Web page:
Pro-grammi di Ricerca di Rilevante Interesse Nazionale 2005 (Dr Borroni), Ministero dell’Università e della Ricerca 60% 2005-2006 (Drs Borroni and Padovani), the Sixth Euro-pean Program (Drs Garibotto and Perani), the Centre for Behavioural Disturbances and Neurodegenerative Dis-eases Ente Universitario Lombardia Orientale (Dr Pado-vani), and project LSHB-CT-2005-512146 from Diag-nostic Molecular Imaging.

Additional Contributions: We thank the patients and their

families for the time and effort they dedicated to this re-search. Marina Zanetti, PhD, helped with neuropsycho-logical assessment, Paola Scifo, MS, provided technical assistance in MRI data analysis, and Stefano Cappa, MD, provided a critical review of the manuscript.


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Table 1. Neuropsychological Assessment in 20 Patients With CBDS Test Test ScoresPatientsWith CBDS,Mean (SD) CutoffValue a Short story 9.3 (4.4) ⬎ 7.5
Table 3. Locations of the Peaks of Regional Reduction in Fractional Anisotropy in Patients With CBDS Compared With Controls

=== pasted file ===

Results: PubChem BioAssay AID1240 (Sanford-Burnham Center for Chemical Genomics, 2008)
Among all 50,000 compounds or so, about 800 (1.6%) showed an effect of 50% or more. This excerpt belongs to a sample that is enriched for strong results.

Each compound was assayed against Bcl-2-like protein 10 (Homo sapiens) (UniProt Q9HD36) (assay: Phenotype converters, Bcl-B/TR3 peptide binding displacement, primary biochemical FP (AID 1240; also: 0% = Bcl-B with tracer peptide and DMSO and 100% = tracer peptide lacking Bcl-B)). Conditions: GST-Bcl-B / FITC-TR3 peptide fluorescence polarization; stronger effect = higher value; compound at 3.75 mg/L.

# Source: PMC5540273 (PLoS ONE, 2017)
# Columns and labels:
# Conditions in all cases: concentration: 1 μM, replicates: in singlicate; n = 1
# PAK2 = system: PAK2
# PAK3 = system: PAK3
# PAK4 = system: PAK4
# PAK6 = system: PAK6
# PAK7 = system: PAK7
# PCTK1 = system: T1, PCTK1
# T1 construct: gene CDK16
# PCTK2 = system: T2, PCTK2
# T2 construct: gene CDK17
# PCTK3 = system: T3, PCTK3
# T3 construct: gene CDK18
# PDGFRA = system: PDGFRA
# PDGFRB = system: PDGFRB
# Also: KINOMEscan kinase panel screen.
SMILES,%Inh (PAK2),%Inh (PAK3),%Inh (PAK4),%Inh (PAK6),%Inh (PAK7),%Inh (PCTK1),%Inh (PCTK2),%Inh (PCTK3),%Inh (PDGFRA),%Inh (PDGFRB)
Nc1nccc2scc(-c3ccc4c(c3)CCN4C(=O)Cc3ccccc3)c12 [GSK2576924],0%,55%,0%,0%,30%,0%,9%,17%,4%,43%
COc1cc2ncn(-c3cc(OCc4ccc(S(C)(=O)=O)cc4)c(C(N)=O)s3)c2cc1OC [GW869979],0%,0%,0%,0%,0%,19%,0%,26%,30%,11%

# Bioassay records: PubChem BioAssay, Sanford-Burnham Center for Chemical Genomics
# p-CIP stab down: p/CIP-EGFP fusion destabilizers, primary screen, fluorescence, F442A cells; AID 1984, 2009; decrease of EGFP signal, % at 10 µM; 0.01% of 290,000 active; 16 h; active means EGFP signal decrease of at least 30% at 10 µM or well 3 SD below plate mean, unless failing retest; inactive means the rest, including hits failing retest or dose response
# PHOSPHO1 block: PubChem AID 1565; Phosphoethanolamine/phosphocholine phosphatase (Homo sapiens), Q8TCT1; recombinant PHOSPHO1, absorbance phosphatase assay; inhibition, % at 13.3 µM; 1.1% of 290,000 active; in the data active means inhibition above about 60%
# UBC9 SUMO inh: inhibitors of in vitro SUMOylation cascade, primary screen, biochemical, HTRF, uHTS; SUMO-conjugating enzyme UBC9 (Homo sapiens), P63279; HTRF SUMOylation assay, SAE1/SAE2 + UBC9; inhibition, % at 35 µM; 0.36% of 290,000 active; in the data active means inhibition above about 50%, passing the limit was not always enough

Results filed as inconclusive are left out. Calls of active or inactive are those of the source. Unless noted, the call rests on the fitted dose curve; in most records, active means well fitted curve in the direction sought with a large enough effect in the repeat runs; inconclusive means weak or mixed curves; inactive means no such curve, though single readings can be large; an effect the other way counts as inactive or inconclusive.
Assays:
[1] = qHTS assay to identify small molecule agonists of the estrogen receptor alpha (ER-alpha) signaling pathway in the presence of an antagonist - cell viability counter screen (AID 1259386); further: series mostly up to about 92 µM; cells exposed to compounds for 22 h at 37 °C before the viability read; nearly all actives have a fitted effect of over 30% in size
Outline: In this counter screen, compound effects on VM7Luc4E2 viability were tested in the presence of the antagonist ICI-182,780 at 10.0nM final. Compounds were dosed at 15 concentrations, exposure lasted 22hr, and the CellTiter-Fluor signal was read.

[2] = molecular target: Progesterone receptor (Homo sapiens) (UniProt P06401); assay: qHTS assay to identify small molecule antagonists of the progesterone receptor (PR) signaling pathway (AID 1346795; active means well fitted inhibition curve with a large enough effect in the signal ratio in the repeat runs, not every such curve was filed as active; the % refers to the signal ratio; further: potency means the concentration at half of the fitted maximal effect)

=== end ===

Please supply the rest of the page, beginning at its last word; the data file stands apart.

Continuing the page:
Figure 4. Diffusion tensor imaging in a representative control subject (A) and a patient with corticobasal degeneration syndrome (B) illustrates the selective fiber tract changes


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Diffusion tensor imaging red-green-blue maps in a representative control subject and patients with frontal variant and temporal variant of frontotemporal dementia (fvFTD and

This study was designed to characterize and compare the inter-hemispheric cerebral asymmetries of gray and white matter distribution in dyslexic adults and normal

Occurrence (expressed in percentage; n = 20 healthy subjects) of connections between white matter fascicles and BOLD clusters within known essential language areas of the left (top)

Sim- ilar to these models, ours allows to study the effects of early retirement transfers and aging on labor force participation but we find that these two shocks are insufficient

Differences in frequencies of symptoms associated with Anterior right hemisphere damage or mixed (anterior and posterior) left anarchic hand in the patients analysed in the review